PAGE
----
"They decided they were going to start again," said Tom Clark with the Metro Denver Economic Development Corporation. "And this time, as they had said in the 1970s, 'We mean it this time. We really are going to diversify our economy.'"

Numerous, complementary steps were taken. The city and its neighbouring counties made an agreement to stop competing for new business and employees. Economic development funds were set up. Specific neighbourhoods were built to accommodate specific industries. New deals were cut on regional tax rates. Plans were enacted to recruit key businesses.

It worked, in large part, for Denver.

So, can Calgary get there?

Selling a diverse Calgary

Diversification isn't easy, especially in a globalized world. There's a lot of hard work that lies ahead.

And here's some news few will want to hear: It's going to take a long time.

"When you're facing unemployment and you're running out of savings ... patience is not tonic," said Legge, with the Haskayne School of Business. "But the reality is you cannot fill the hole of what was impacted from oil and gas in anything probably less than a decade."

Calgary Economic Development's approach to diversification is to build off the city's core strengths — like energy, agribusiness and transportation logistics — as well as emerging sectors such as life sciences, health, tourism and the creative industries.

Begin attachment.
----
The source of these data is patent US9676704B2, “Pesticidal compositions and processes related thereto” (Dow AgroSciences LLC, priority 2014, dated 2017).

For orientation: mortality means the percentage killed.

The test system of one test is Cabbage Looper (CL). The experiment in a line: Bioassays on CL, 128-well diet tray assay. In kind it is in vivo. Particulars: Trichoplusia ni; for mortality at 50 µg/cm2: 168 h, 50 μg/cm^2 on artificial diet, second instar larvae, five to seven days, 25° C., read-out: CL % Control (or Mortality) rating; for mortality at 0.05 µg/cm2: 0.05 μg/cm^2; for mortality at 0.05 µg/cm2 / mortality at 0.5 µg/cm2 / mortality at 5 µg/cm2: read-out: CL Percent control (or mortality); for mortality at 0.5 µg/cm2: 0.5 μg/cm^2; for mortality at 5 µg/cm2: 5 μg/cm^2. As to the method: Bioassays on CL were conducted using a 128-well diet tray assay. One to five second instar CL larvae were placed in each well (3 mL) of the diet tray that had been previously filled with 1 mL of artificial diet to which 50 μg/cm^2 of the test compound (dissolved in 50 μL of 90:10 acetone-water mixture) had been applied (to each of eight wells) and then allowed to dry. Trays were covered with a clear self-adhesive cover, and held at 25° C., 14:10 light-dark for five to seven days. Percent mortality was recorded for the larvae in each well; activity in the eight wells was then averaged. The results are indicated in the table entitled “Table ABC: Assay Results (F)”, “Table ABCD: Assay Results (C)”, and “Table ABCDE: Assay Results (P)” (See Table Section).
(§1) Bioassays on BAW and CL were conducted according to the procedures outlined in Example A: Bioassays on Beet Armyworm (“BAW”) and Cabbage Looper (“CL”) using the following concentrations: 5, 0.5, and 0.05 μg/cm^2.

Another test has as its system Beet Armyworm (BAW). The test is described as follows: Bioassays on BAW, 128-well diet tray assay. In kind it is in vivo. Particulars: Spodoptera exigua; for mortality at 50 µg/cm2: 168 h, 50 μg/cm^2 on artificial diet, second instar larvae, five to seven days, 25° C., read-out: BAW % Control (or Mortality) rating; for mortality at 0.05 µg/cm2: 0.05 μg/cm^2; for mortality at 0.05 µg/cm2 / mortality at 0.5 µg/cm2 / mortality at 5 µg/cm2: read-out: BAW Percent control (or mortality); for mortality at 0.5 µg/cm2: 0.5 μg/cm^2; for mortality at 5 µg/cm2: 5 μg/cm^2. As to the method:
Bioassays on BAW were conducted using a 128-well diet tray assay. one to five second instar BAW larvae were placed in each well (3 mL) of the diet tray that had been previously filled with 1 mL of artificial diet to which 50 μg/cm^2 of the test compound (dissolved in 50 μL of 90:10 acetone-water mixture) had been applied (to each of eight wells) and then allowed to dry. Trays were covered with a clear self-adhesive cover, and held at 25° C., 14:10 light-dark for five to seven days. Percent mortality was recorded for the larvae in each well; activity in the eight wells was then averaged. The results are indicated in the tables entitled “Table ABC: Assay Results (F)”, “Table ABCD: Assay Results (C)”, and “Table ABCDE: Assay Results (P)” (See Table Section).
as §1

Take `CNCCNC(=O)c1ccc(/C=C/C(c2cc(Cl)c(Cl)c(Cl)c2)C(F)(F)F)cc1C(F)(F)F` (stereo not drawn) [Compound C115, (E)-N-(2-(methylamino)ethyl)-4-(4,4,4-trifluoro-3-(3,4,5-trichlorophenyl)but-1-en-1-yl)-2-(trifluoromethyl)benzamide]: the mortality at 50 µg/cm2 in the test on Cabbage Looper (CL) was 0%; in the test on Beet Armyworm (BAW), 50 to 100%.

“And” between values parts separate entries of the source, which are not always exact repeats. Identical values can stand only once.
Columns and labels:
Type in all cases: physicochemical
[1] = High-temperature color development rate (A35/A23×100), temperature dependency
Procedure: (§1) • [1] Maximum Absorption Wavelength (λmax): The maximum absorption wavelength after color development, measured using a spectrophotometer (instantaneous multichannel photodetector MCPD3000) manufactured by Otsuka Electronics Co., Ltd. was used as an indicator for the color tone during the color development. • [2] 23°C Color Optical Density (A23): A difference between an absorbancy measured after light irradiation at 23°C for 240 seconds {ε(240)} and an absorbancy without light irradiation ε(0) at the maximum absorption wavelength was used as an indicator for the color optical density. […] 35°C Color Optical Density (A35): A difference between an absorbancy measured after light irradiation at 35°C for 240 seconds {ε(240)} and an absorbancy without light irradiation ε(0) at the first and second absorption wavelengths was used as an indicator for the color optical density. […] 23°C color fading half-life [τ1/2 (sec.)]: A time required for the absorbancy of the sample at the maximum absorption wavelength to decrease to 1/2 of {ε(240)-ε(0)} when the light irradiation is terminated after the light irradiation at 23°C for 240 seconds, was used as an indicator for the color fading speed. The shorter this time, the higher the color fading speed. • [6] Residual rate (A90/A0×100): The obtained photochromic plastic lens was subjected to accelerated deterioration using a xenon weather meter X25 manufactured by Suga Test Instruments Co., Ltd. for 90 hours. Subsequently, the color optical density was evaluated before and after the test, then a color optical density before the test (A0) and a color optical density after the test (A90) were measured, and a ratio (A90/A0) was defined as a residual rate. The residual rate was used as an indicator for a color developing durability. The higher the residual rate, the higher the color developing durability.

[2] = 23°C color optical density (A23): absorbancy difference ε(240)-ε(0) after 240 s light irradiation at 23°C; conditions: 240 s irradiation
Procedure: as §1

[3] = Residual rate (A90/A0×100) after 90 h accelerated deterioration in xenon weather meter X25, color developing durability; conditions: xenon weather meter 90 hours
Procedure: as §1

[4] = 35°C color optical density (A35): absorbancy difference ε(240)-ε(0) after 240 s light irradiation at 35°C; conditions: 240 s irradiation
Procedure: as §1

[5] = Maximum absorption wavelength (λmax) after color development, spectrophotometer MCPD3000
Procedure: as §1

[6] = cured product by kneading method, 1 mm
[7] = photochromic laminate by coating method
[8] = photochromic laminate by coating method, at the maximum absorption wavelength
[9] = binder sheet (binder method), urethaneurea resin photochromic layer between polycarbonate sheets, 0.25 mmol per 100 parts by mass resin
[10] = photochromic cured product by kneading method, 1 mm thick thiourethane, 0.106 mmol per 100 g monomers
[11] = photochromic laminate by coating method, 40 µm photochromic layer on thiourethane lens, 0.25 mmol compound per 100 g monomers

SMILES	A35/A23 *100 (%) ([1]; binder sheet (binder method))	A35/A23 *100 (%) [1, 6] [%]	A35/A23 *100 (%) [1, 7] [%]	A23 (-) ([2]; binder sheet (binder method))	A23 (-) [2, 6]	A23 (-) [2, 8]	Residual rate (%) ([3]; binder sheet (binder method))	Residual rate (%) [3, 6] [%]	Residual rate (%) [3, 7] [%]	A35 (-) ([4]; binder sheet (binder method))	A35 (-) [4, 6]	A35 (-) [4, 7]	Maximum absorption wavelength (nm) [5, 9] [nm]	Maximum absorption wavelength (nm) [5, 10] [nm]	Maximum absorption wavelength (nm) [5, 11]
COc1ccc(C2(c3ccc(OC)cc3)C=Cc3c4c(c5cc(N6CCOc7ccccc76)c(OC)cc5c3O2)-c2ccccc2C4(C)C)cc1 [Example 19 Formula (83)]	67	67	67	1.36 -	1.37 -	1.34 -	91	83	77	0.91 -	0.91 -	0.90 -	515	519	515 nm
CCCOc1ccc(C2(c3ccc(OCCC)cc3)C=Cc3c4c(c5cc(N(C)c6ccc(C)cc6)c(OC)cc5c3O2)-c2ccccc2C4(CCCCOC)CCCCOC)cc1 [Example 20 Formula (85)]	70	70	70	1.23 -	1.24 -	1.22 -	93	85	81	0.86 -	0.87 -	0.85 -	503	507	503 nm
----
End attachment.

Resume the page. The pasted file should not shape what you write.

As well, CED is out selling Calgary to a wide variety of business in Silicon Valley, Seattle, Vancouver and London. It's been active in India and China as well.

The pitch?

Calgary has the headquarters, industries and opportunities to grow a business.

A social-media graphic Calgary Economic Development uses with its online literature promoting what the city has to offer the "autonomous systems sector." (Calgary Economic Development)

Take transportation, for example.

"If you want to be a game changer in transportation, come to Calgary, because Calgary is one of the only cities in North America with a headquarters of a Class 1 railway and a headquarters of an airline," said Court Ellingson, CED's vice-president of research and strategy.

Back to our Denver example. That city, too, did a major sales job on transportation, and backed it up by making itself a major shipping hub in the western United States, with an airport expansion and attracting major airline presence.

Richard White, one of Calgary's best-known urban writers and a former city planner, says Calgary has become the major distribution centre for Western Canada, but more could be done to maximize this potential, including following Denver's example of designing communities to woo specific industries.

Legge also believes Calgary should focus on things it already does well, because landing the "big fish" — think Amazon's HQ2 — rarely happens.

"So what you do is you build off your strengths and it happens organically over time," he said.

"The one that I think is low-hanging fruit — and I am still surprised that it has not been pursued more aggressively — is agriculture."

Stan Blade also sees opportunity here.

"This is a very exciting time for agriculture and food," the dean of agricultural, life and environmental sciences at the University of Alberta said last year.

Stan Blade, the dean of the faculty of agricultural, life and environmental sciences surveying spring crop planting at the south campus of the University of Alberta. (John Robertson/CBC)

"There really has been sort of this renaissance of people that are re-engaging and obviously they're doing it because they see there's a real economic opportunity that they are pursuing."